Alexander von Humboldt and the Anthropocene Challenge

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Lecture with Dr. Caroline Schaumann (Emory University)

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Alexander von Humboldt (1769-1859) was one of the most important scientific and humanist thinkers of the nineteenth century, with foresights that resonate in many current environmental debates. Rather than describing the physical world around him as static, Humboldt focused on processes and interrelations, studying both the distribution of matter and organisms and their interactions, and looking for bridges and connections that have by now become a defining centerpiece of any ecological inquiry. Dr. Schaumann’s presentation probes Humboldt’s work and its relevance in the Anthropocene, when the concept of “nature” itself has become increasingly tenuous. In an age of climate change, we depend on Humboldtian thinking for 1) its emphasis on the intersectionality of environmental and social concerns, 2) its systems approach in which human activity is part and parcel of an ecosystem, and 3) its acceptance of dynamic change and uncertainty rather than stasis.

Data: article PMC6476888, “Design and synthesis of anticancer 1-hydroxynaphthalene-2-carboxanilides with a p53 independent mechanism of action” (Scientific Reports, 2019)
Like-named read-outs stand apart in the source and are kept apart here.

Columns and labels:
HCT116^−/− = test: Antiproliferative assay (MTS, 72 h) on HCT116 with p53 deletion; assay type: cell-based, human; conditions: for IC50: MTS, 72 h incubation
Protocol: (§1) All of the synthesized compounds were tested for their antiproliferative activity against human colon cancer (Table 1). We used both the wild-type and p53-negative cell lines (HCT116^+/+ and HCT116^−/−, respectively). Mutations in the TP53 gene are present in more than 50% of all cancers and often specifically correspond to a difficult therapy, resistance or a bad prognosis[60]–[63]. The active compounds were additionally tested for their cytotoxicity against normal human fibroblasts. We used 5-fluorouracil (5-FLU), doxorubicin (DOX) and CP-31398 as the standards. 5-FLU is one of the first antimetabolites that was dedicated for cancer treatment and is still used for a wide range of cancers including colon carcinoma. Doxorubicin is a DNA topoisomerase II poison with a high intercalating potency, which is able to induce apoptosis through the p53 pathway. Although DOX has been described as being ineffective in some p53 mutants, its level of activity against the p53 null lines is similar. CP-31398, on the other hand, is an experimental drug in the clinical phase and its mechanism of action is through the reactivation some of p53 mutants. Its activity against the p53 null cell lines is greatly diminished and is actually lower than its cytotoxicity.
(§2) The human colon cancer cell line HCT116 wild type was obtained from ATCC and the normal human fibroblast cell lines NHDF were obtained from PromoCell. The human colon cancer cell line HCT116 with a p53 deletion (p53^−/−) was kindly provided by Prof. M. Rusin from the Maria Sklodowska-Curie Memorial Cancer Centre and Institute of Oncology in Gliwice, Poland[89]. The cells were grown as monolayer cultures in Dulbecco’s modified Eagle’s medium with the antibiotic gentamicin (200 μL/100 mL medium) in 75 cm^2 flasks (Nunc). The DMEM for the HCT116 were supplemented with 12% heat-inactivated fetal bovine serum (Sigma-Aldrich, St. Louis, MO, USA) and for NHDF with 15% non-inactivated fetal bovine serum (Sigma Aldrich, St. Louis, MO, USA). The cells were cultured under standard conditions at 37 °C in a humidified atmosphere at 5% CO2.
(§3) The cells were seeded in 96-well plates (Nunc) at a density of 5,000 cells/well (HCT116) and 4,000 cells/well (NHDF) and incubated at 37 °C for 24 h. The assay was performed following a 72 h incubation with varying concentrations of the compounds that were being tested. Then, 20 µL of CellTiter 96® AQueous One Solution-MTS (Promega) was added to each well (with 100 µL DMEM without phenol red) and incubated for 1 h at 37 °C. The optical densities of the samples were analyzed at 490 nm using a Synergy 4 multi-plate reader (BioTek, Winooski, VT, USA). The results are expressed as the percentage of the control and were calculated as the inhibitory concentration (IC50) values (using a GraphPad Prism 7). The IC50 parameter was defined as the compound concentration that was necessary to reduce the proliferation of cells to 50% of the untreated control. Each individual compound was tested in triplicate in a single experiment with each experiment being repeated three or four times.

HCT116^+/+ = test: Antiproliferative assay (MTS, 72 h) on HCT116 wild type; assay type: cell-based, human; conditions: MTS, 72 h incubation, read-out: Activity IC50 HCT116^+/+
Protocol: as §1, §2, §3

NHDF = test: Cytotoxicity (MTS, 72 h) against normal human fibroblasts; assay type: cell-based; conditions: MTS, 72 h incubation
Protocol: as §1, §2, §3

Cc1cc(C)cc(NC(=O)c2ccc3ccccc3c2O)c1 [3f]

Caroline Schaumann is Professor of German Studies at Emory University and affiliated faculty with Film Studies and the Sustainability Minor. Schaumann’s research focuses predominantly on ecocriticism and the environmental humanities, cultural histories of exploration and mountaineering, and the Anthropocene. Her monograph on the cultural history of mountaineering, Peak Pursuits: The Emergence of Mountaineering in the Nineteenth Century, appeared with Yale University Press in July 2020.

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This event is sponsored by the Georgetown University German Department and the American Goethe Society of Washington, DC.

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